Bottom-end lovers take note, Jammin' Java's Sunday night show offers three aces of bass, taking their case right to your face.
In the early days of the electric bass guitar -- Leo Fender's 1951 Precision Bass was the first mass-produced such instrument -- it was common for pop and rock musicians to stick to the "bass should be felt, not heard" school of thought. The bassist was most often found in the back near the drum kit playing the root notes and keeping time with the drummer.
All that began to change when funk, jazz fusion and progressive rock began to take off in the late 1960s and early 1970s. Not content to be seen as simply parts of the rhythm section, some bassists began to focus on more melodic and virtuosic playing styles.
Stu Hamm, Billy Sheehan and Jeff Berlin, the three bassists who share the stage with guitarist Jude Gold and drummer John Mader as Bx3, are widely considered the modern maestros of the "lead bass" method of approaching the instrument. Each has earned a reputation as a go-to guy when bandleaders know that only the best bass player will do.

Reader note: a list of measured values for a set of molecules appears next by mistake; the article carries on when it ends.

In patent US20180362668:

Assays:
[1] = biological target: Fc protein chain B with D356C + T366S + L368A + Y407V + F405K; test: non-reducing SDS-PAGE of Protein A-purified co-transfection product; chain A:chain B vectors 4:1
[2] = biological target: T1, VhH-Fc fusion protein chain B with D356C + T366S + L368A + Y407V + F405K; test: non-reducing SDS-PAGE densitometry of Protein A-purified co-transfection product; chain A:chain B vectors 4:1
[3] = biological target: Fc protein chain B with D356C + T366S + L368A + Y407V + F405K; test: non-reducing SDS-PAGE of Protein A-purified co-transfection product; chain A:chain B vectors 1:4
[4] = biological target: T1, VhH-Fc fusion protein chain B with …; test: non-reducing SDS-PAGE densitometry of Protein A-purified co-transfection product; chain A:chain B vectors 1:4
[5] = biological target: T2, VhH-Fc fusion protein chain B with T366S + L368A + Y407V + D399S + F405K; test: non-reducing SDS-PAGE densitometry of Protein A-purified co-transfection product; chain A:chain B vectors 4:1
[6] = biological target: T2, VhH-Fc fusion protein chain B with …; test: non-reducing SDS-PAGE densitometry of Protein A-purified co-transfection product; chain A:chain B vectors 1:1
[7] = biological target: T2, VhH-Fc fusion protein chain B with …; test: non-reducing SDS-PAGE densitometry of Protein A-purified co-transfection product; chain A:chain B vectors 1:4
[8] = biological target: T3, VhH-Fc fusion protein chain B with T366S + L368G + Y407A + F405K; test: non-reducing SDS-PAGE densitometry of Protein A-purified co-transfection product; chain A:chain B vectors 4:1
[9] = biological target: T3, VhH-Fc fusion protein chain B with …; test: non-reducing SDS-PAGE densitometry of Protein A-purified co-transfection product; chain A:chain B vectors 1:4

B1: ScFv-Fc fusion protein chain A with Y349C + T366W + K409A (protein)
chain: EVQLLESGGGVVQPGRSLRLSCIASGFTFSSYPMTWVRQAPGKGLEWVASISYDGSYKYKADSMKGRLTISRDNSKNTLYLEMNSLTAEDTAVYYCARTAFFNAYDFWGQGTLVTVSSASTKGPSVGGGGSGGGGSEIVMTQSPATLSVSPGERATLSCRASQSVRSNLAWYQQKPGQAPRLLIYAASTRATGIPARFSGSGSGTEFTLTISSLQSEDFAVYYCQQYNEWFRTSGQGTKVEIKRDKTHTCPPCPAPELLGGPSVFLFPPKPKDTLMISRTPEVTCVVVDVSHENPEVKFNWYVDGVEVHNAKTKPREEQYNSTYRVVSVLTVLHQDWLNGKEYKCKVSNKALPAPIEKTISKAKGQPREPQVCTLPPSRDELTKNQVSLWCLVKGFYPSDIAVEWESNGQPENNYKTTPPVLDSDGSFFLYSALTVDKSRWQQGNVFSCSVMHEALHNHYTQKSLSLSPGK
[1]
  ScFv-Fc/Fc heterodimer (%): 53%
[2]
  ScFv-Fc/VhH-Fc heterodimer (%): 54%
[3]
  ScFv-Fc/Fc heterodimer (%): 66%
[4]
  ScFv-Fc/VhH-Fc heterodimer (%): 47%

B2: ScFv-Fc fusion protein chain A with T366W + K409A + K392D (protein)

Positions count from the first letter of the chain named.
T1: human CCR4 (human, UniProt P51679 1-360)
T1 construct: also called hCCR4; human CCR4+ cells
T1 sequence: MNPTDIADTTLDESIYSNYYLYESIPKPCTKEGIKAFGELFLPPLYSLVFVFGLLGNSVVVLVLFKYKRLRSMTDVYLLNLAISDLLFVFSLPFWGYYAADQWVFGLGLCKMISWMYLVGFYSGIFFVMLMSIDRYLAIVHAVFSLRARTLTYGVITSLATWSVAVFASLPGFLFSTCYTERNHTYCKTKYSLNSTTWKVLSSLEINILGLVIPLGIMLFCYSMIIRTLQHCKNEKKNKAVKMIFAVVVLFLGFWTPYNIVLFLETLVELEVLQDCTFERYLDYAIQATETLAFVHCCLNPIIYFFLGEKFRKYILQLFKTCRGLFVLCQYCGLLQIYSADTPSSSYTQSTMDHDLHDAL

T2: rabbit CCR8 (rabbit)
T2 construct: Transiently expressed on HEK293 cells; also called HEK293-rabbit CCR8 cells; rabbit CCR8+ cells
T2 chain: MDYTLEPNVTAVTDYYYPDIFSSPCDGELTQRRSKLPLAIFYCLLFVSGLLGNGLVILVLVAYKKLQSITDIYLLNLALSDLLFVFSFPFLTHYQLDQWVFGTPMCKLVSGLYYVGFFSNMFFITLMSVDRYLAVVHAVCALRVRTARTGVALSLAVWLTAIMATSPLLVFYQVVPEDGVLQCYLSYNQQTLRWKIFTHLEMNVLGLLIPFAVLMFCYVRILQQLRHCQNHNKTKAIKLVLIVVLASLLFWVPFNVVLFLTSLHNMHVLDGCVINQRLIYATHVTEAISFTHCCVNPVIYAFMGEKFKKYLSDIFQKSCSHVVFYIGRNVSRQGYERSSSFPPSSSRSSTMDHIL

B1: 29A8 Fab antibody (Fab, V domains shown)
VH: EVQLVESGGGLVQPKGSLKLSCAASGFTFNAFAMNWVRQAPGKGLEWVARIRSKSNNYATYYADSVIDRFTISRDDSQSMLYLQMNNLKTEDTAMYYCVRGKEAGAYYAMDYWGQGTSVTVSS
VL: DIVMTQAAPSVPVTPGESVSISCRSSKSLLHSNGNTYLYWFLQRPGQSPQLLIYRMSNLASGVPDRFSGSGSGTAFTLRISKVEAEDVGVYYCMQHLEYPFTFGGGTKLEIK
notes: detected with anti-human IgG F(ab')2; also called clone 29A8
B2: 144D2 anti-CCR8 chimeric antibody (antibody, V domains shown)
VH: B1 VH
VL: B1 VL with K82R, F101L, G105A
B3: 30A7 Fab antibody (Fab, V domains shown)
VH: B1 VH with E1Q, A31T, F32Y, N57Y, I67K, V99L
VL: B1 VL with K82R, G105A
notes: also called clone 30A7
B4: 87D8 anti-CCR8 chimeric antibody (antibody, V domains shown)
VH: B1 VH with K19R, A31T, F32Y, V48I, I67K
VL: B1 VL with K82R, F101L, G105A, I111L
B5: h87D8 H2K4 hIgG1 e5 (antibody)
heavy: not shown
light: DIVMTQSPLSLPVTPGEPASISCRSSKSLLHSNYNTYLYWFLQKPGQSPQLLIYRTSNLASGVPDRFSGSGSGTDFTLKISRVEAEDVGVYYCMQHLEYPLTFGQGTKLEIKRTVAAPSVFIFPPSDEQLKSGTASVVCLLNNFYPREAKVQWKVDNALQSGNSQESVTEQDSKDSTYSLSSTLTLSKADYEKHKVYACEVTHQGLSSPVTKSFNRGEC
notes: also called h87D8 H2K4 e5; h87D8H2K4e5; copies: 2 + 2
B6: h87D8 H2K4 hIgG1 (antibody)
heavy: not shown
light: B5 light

Hamm, in addition to releasing four solo albums, has recorded and toured with guitar wizards Steve Vai, Joe Satriani and Frank Gambale. Hamm put Bx3 together in 2006.
Sheehan has toured with Vai and G3 and was a member of ex-Van Halen singer David Lee Roth's band. He had hit records with rockers Mr. Big in the late 1980s and early 1990s. In recent years, he has issued two full-length solo recordings.
Berlin's credits include four solo albums as well as stints with prestigious artists including drummer Bill Bruford and guitarist Allan Holdsworth, prog rockers Yes and singer-guitarist George Benson. A founding member of the Bass Institute of Technology in Los Angeles, Berlin also founded the Players School of Music in Clearwater, Fla.
The three musicians have combined to win numerous first-place finishes in Guitar Player magazine's readers polls of best rock and jazz bassists, and their names can regularly be found at the top of similar polls around the world.
-- C. WOODROW IRVIN